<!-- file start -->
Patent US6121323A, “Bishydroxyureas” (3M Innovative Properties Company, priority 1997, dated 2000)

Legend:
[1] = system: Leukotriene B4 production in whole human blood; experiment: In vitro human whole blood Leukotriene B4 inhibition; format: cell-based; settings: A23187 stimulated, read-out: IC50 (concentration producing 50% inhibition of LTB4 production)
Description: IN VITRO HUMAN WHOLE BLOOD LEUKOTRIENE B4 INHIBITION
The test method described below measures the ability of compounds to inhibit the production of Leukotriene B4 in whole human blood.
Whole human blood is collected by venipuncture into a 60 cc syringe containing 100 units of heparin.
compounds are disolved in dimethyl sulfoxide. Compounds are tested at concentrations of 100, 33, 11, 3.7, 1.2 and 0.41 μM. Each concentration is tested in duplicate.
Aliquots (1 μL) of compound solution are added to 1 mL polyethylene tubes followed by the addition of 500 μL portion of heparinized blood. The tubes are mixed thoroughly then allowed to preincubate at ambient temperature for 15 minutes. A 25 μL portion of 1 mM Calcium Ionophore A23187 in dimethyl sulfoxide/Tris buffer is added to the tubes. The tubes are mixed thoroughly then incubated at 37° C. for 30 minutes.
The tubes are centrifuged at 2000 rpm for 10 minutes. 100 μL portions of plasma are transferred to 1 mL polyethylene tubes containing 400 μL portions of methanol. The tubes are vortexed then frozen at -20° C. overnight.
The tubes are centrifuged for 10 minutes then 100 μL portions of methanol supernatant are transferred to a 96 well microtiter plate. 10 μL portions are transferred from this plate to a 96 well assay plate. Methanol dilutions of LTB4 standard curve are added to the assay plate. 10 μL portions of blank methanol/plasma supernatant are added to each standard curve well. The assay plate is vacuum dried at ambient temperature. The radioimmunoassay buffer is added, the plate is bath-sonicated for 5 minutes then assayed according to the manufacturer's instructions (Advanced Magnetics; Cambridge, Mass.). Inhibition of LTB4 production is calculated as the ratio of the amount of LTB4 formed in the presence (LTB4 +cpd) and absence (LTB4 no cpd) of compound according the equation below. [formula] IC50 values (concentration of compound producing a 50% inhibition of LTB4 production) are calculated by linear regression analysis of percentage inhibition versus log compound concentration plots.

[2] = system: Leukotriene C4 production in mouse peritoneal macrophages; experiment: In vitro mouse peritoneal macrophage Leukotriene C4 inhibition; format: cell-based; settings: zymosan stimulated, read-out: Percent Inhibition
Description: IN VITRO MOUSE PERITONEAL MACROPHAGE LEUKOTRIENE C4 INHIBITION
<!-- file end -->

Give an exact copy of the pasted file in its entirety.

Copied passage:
Patent US6121323A, “Bishydroxyureas” (3M Innovative Properties Company, priority 1997, dated 2000)

Legend:
[1] = system: Leukotriene B4 production in whole human blood; experiment: In vitro human whole blood Leukotriene B4 inhibition; format: cell-based; settings: A23187 stimulated, read-out: IC50 (concentration producing 50% inhibition of LTB4 production)
Description: IN VITRO HUMAN WHOLE BLOOD LEUKOTRIENE B4 INHIBITION
The test method described below measures the ability of compounds to inhibit the production of Leukotriene B4 in whole human blood.
Whole human blood is collected by venipuncture into a 60 cc syringe containing 100 units of heparin.
compounds are disolved in dimethyl sulfoxide. Compounds are tested at concentrations of 100, 33, 11, 3.7, 1.2 and 0.41 μM. Each concentration is tested in duplicate.
Aliquots (1 μL) of compound solution are added to 1 mL polyethylene tubes followed by the addition of 500 μL portion of heparinized blood. The tubes are mixed thoroughly then allowed to preincubate at ambient temperature for 15 minutes. A 25 μL portion of 1 mM Calcium Ionophore A23187 in dimethyl sulfoxide/Tris buffer is added to the tubes. The tubes are mixed thoroughly then incubated at 37° C. for 30 minutes.
The tubes are centrifuged at 2000 rpm for 10 minutes. 100 μL portions of plasma are transferred to 1 mL polyethylene tubes containing 400 μL portions of methanol. The tubes are vortexed then frozen at -20° C. overnight.
The tubes are centrifuged for 10 minutes then 100 μL portions of methanol supernatant are transferred to a 96 well microtiter plate. 10 μL portions are transferred from this plate to a 96 well assay plate. Methanol dilutions of LTB4 standard curve are added to the assay plate. 10 μL portions of blank methanol/plasma supernatant are added to each standard curve well. The assay plate is vacuum dried at ambient temperature. The radioimmunoassay buffer is added, the plate is bath-sonicated for 5 minutes then assayed according to the manufacturer's instructions (Advanced Magnetics; Cambridge, Mass.). Inhibition of LTB4 production is calculated as the ratio of the amount of LTB4 formed in the presence (LTB4 +cpd) and absence (LTB4 no cpd) of compound according the equation below. [formula] IC50 values (concentration of compound producing a 50% inhibition of LTB4 production) are calculated by linear regression analysis of percentage inhibition versus log compound concentration plots.

[2] = system: Leukotriene C4 production in mouse peritoneal macrophages; experiment: In vitro mouse peritoneal macrophage Leukotriene C4 inhibition; format: cell-based; settings: zymosan stimulated, read-out: Percent Inhibition
Description: IN VITRO MOUSE PERITONEAL MACROPHAGE LEUKOTRIENE C4 INHIBITION